The following languages are spoken in the Comora Islands:

a. Spanish and Arabic
b. Arabic and French
c. German and Italian
d.  French and English

Hopefully you selected option (b). The reason this strategy works is because of the nature of the question. The test maker wants to insure that you know both languages, not just one. If the correct languages appeared only once, they would be paired together as one option. A person aware of only one option could correctly answer without complete knowledge. The test maker prevents this by listing half of the correct choice with an incorrect one in other alternatives. Try it again.

The elements of Ohm's law are: voltage,

a.         capacitance and current
b.         resistance and power
c.         inductance and frequency
d.         current and resistance

This strategy can be used on questions with three elements in each alternative, and also on questions with five alternatives. Although, with these two types, the answer can't always be determined with the same absolute certainty. How­ever, you can eliminate some of the distractors which appear in different options. That will narrow your choices significantly.

This strategy was briefly mentioned earlier. More should be said about the longest answer. Distractors (untrue statements) can be stated in a few words. Most test makers don't spend sufficient time composing distractors, because the correct answer is their main concern. Along with concen­trating their major effort on the answer, the answer also has to be qualified, comprehensive and embracing. The results: the keyed response is usually longer than the distractors. This fact is useful if you aren't sure of the correct answer. When uncertain, go with the longest answer and you'll answer more questions correctly, than not.

Life insurance, as a method of saving:

a.       is the best financial approach
b.       is inferior to other plans
c.       would provide less death protection
d.       could be superior to other methods, depending on the person's objec­tives

Transactional Analysis is a way of:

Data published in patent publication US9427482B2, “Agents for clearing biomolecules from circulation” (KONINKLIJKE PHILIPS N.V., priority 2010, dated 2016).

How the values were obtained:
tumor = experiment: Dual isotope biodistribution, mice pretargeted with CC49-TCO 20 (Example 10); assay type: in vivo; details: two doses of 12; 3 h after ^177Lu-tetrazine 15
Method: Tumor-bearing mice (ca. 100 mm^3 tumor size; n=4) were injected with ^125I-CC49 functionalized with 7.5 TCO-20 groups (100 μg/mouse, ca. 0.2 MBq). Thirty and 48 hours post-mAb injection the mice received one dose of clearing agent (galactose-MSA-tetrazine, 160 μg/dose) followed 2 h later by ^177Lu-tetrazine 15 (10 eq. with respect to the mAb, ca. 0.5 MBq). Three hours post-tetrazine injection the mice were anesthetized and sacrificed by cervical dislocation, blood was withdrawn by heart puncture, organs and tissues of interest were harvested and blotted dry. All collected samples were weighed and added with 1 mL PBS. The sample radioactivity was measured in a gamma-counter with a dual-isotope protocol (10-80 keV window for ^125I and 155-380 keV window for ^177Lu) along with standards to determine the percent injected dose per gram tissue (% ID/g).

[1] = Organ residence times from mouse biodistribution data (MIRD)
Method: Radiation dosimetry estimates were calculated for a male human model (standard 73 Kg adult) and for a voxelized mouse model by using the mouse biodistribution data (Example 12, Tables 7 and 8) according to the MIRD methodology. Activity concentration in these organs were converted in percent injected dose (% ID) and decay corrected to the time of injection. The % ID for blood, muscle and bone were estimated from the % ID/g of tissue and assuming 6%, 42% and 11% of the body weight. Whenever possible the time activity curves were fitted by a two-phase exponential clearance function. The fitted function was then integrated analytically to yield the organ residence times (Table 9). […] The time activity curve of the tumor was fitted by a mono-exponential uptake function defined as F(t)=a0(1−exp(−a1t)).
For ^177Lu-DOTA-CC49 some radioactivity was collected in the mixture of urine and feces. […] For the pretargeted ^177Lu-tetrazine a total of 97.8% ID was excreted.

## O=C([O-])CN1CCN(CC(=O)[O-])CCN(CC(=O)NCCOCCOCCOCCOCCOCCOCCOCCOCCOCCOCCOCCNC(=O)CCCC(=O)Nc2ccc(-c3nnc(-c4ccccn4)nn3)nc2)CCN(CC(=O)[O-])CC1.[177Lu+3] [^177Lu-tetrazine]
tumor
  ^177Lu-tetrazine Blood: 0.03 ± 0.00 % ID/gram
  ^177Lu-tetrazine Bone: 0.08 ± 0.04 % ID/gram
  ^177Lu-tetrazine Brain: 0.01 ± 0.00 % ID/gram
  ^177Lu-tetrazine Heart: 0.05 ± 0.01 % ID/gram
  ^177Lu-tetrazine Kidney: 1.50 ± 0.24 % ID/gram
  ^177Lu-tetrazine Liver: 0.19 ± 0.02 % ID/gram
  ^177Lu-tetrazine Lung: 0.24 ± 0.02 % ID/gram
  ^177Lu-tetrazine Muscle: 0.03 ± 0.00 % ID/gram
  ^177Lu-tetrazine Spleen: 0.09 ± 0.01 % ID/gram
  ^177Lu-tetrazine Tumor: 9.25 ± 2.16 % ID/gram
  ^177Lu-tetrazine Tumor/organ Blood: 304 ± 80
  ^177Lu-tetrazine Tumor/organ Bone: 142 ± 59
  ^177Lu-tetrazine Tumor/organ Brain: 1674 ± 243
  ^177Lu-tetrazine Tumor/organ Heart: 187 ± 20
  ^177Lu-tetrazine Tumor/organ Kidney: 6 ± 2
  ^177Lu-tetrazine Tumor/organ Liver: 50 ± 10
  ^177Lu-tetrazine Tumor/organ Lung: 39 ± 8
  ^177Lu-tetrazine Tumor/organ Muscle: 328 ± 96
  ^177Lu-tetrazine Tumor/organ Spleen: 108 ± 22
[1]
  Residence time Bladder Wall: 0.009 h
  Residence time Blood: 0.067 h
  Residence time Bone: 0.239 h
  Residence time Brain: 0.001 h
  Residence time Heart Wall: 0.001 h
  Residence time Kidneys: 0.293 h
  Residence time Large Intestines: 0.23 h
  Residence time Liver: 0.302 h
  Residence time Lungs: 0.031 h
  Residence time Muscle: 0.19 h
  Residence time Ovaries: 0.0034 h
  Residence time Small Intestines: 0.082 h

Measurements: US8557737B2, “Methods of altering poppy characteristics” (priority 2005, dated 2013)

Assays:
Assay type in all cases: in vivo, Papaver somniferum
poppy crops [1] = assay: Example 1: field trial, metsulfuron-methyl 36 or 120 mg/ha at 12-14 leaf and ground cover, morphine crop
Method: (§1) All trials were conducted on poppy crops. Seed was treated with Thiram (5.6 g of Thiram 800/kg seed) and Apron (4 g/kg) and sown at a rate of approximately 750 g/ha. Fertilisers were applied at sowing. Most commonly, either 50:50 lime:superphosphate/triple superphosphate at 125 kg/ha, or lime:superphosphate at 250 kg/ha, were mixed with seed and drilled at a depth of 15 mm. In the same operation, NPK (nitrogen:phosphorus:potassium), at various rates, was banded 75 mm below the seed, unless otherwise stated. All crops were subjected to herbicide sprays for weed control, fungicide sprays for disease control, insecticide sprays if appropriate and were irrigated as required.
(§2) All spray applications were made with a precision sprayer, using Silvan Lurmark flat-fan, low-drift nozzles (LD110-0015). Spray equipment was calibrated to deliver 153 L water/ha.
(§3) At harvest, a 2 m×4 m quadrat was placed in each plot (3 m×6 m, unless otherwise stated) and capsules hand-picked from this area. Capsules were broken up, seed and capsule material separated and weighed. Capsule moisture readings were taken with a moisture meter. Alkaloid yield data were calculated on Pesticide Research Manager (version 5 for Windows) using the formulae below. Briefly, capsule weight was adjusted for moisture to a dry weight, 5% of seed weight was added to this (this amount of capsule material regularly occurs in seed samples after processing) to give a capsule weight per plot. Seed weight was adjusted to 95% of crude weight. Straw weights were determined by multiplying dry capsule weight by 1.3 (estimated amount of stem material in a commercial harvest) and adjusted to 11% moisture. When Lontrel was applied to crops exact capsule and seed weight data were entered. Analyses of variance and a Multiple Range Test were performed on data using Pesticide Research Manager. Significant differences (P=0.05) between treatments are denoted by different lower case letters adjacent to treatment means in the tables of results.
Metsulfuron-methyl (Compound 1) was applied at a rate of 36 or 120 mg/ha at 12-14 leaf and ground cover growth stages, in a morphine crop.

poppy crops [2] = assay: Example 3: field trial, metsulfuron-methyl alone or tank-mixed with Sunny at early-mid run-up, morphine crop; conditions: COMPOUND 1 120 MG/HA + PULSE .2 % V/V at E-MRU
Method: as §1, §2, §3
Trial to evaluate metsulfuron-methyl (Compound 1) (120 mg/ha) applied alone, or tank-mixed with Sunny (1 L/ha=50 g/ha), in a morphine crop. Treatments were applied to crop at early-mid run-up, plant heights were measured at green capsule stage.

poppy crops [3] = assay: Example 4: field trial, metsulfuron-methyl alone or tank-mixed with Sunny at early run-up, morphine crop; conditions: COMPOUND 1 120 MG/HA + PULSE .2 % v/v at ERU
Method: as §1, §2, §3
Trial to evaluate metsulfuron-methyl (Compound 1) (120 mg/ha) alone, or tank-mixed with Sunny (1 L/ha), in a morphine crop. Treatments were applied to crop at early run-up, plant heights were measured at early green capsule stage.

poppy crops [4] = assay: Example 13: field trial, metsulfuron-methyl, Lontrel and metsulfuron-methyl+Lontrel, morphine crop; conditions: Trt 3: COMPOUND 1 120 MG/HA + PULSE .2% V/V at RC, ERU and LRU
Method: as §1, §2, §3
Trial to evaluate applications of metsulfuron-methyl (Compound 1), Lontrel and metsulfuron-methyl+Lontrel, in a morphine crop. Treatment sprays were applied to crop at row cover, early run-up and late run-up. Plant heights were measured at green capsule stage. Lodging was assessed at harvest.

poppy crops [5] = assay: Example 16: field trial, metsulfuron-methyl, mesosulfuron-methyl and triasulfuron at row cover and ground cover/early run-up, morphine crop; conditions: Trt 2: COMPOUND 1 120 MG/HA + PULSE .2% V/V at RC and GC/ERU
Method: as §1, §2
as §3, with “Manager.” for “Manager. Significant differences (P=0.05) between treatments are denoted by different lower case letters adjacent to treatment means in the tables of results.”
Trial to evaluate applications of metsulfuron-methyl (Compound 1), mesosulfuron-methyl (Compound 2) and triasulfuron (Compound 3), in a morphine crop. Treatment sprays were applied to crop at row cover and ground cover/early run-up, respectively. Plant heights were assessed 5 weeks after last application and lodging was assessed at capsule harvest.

a.         achieving meditation
b.          identifying basic communication patterns
c.         bridging the subconscious
d.         exercising the mind


There are certain words "an" precedes and other words that "a" precedes. Words beginning with a vowel sound are usually preceded by the word "an." Example: an apple, an exit, an honor. The words honest and hour are included in this group because they start with a vowel sound, even­though their first letter isn't a vowel. Words beginning with a non-vowel sound (consonants usu­ally) are preceded by the word "a." Example: A woman, a name, a patch. Surprisingly, uniform, union and united are in this group.

You'll find this grammatical mistake primari­ly on teacher-made tests. In haste or oversight, the test maker will include distractors that aren't grammatically correct with the question stem.. Transform this careless mistake into a bonus for you.

A word used in the predicate following a factitive verb to modify its direct object is an:

a. objective complement
b. nonrestrictive clause
c. parenthetical element
d.         split infinitive

In geology, a glacial bowl eroded out of a lake is called a:

a. estuary
b. ostium
c. cirque
d. magnet


The majority of our words came from the Latin and Greek languages. By learning an increasing number of these root words and prefixes, you'll be better prepared to test in most subjects. Knowing the root or prefix will enable you to glean at least a partial meaning from an unfamiliar word. Complete word understanding isn't necessary; a hint is all that's needed sometimes to answer a question. The bibliography mentions some books containing excellent sections on roots and pre­fixes. In your spare time, learn more of these and you'll raise you score even more.

Cuprous metal would appear:

a.         bronze-like
b.         gold-like
c.         silver-like
d.         copper-like


When measuring with a nephoscope, you would be mainly concerned with:

a.         heat transfer
b.         sugar level
c.         clouds height
d.         brain waves


The physical position of an alternative can many times reveal its importance. I suggest using this strategy only if you're not certain of the answer. Traditionally, the test-option positions are standardized. Meaning, the correct answer will be in the (c) position or (b) position more often than the other two locations. There's a good reason for this. If alternative (a) was correct too frequently, most persons would select it without reading the other options. Test makers also tend to shy away from the extreme options (a) and (d). Test construction specialists want you to hunt for it, and the best way is to bury it between (a) and (d). Therefore, if you're unsure of the answer, choose either (c) or (b), in that order. Chances are, the option probabilities will produce more correct guesses.